In unitrank situations, a single codebook providing beamforming vectors approximating transmission along the principal eigenvector of the channel is used.
In multirank situations, multiple codebooks are provided to the base and mobile stations. The multiple codebooks provide beamforming vectors approximating transmission along the principal and other eigenvectors of the channel. Additionally, in multirank situations, the beamforming vector selector of the mobile station selects at least two beamforming vectors from two codebooks (a single beamforming vector is selected from each codebook), wherein the selected beamforming vectors best approximate transmission along the principal eigenvector and a second eigenvector of the channel. Likewise, in multirank implementations, the beamforming vector code selector identifies the unique codes which identify the selected beamforming vectors, and communicates the codes to the beamforming vector code transmitter for transmission to the base station. In further multirank implementations, codes up to and including m beamforming vectors selected from m beamforming codebooks may be transmitted to the base station, wherein m=min (t,r).
Another alternate embodiment of the present invention comprises a base station having a test signal generator and transmitter for generating and transmitting test signals to a mobile station; a beamforming codebook for beamforming of signals transmitted by the base station to the mobile station; a feedback receiver for receiving codes from a mobile station identifying which beamforming vectors should be used in transmitting signals from the base station to the mobile station; and a beamformer for using the beamforming vectors to alter signals transmitted to the mobile station by the base station.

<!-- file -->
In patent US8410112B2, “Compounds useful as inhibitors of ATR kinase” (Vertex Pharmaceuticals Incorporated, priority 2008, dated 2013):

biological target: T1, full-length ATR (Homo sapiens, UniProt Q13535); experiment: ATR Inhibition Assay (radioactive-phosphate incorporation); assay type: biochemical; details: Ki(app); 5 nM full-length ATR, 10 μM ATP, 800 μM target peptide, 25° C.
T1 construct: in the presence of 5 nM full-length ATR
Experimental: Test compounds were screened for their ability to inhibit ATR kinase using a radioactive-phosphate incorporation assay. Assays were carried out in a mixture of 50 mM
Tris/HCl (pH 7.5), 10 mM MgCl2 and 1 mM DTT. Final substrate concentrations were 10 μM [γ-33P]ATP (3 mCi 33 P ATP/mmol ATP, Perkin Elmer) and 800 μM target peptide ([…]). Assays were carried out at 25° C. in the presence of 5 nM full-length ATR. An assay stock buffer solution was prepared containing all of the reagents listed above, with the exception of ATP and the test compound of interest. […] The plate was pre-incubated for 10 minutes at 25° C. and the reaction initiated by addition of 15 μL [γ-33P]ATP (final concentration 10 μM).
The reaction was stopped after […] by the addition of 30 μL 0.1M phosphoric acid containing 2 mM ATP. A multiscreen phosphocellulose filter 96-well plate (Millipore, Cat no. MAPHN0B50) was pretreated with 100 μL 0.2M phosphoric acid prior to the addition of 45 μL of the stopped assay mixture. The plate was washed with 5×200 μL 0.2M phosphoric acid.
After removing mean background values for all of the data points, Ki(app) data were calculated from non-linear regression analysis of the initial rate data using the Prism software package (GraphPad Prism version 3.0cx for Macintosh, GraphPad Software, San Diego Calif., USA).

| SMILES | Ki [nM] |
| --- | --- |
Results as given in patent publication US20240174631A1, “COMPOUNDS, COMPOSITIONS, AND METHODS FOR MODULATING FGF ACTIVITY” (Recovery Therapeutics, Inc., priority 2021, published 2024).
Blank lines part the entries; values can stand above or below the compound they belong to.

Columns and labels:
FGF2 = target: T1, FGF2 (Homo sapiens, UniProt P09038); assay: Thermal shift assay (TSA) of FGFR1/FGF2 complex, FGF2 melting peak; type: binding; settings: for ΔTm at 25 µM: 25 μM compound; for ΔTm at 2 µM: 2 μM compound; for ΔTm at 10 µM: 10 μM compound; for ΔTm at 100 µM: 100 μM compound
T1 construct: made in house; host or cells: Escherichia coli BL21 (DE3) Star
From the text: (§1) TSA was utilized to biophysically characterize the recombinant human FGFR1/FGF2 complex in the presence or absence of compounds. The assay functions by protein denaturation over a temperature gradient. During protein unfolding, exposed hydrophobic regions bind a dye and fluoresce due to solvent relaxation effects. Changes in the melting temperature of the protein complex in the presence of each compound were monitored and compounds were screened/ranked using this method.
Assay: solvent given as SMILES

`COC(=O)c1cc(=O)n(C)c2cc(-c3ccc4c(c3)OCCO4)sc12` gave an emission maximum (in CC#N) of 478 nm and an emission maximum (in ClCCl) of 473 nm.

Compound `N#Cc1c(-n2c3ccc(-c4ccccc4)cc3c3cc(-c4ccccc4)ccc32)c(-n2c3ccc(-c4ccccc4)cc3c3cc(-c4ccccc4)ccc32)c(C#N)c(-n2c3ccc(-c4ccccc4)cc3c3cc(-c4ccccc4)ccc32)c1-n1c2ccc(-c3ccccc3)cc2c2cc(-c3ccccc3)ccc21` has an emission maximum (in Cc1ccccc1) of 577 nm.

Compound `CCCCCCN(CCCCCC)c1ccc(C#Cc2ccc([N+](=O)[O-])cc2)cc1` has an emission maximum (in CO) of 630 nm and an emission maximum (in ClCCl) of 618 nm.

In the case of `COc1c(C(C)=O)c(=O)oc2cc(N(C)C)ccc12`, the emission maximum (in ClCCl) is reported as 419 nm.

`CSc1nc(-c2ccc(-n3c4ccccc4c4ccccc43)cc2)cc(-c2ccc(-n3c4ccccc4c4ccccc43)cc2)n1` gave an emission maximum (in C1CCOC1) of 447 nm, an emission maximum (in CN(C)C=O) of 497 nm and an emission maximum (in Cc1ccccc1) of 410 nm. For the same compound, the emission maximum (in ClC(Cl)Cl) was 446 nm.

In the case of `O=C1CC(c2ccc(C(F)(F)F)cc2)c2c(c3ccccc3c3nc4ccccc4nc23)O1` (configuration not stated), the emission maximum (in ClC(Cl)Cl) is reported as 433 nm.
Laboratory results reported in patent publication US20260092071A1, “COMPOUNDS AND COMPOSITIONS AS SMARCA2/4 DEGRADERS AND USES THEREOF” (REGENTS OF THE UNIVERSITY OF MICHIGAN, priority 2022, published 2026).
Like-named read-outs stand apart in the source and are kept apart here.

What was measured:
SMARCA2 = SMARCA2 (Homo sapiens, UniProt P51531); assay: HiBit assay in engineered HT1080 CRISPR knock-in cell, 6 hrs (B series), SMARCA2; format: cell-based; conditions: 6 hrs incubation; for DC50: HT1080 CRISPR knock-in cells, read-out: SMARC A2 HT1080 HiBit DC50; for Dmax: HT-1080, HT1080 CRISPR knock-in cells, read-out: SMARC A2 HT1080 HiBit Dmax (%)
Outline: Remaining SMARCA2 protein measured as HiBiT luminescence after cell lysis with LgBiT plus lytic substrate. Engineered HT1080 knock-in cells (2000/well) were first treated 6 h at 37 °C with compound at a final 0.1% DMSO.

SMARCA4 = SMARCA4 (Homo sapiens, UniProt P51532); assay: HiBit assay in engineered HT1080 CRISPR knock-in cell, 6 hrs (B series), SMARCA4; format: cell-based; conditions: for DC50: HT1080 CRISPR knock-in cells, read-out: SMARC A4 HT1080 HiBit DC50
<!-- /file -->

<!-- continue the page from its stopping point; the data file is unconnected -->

A further alternate embodiment of the present invention comprises a mobile station having a test signal receiver for receiving a test signal generated by a base station; a channel matrix calculator for calculating the eigenvectors of the channel matrix determined by observing the effect of the channel on the test signal; a beamforming codebook comprised of codebook vectors identical to those in the beamforming codebook of the base station; a beamforming vector selector for selecting which beamforming vectors in the beamforming codebook best approximate the eigenvectors of the channel matrix; a beamforming vector code selector for selecting the predetermined codes which uniquely identify the beamforming vectors which best approximate the eigenvectors of the channel matrix; and a beamforming vector code transmitter for transmitting the codes identifying the beamforming vectors which best approximate the eigenvectors of the channel matrix to the feedback receiver of the best station.